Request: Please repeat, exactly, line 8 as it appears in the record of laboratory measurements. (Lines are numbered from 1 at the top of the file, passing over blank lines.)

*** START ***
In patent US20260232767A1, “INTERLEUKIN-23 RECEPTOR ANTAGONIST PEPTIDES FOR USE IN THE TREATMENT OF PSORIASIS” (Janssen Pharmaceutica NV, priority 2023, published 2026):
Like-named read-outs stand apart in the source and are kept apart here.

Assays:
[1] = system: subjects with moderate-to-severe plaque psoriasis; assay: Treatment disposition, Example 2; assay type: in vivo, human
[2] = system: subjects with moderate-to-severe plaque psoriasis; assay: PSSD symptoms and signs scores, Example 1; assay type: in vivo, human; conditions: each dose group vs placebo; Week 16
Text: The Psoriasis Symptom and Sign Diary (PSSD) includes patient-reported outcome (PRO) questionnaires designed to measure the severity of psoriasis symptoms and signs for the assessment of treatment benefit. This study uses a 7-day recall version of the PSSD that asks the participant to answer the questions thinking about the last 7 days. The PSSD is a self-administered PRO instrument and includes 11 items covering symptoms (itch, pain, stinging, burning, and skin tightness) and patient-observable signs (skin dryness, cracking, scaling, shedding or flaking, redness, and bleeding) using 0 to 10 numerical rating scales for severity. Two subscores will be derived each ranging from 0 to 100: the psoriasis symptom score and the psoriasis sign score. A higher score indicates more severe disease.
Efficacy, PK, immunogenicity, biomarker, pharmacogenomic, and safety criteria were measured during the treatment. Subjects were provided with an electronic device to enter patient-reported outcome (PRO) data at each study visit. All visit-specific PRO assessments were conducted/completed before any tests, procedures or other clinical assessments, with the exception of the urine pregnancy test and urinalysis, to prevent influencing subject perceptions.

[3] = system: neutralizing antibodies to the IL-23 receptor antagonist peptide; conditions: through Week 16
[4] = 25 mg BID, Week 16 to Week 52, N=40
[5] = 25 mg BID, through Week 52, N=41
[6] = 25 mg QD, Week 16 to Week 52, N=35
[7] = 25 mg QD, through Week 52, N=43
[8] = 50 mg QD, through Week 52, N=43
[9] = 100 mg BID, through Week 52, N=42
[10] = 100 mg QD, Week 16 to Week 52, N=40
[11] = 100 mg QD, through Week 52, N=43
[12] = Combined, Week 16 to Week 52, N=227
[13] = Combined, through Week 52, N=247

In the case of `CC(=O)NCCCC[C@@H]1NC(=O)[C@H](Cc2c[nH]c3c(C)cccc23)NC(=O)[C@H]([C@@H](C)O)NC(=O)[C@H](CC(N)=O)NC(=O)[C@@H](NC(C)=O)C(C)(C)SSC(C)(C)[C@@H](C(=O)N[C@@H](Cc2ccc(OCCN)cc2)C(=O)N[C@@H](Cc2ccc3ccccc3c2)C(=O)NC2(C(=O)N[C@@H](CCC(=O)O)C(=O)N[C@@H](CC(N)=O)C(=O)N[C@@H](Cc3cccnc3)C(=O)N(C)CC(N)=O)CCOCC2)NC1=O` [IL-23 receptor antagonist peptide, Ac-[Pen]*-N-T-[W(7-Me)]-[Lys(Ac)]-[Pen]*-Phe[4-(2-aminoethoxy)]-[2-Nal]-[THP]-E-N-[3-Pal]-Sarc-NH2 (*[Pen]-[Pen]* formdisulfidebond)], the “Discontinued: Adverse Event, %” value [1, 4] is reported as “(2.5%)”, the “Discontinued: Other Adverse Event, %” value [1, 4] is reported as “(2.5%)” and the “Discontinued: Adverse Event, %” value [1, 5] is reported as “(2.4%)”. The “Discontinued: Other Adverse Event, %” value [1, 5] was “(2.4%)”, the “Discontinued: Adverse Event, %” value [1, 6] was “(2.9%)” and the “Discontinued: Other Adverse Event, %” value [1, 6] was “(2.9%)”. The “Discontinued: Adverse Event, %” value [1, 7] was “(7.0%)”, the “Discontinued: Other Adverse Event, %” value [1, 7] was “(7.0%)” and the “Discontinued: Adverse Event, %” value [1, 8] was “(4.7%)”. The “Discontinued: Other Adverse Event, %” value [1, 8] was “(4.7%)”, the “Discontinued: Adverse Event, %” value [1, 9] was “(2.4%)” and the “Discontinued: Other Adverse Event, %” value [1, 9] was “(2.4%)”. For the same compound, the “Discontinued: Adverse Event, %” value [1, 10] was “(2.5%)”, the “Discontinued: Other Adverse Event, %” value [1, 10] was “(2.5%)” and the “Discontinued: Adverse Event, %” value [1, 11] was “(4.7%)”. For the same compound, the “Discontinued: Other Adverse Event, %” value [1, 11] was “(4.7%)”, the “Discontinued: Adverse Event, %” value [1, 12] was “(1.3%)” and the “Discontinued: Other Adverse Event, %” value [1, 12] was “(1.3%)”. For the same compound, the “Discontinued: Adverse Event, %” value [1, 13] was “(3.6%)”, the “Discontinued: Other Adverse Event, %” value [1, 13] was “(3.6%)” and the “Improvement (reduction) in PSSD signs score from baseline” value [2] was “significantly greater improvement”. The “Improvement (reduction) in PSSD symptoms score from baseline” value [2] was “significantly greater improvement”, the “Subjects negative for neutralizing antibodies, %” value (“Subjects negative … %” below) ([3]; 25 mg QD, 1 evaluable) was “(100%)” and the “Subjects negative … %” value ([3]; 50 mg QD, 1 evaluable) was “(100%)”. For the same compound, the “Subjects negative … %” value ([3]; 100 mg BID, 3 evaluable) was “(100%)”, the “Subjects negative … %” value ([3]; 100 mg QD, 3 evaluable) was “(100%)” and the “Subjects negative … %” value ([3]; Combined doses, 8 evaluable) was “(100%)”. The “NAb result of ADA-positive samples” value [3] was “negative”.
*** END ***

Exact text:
[3] = system: neutralizing antibodies to the IL-23 receptor antagonist peptide; conditions: through Week 16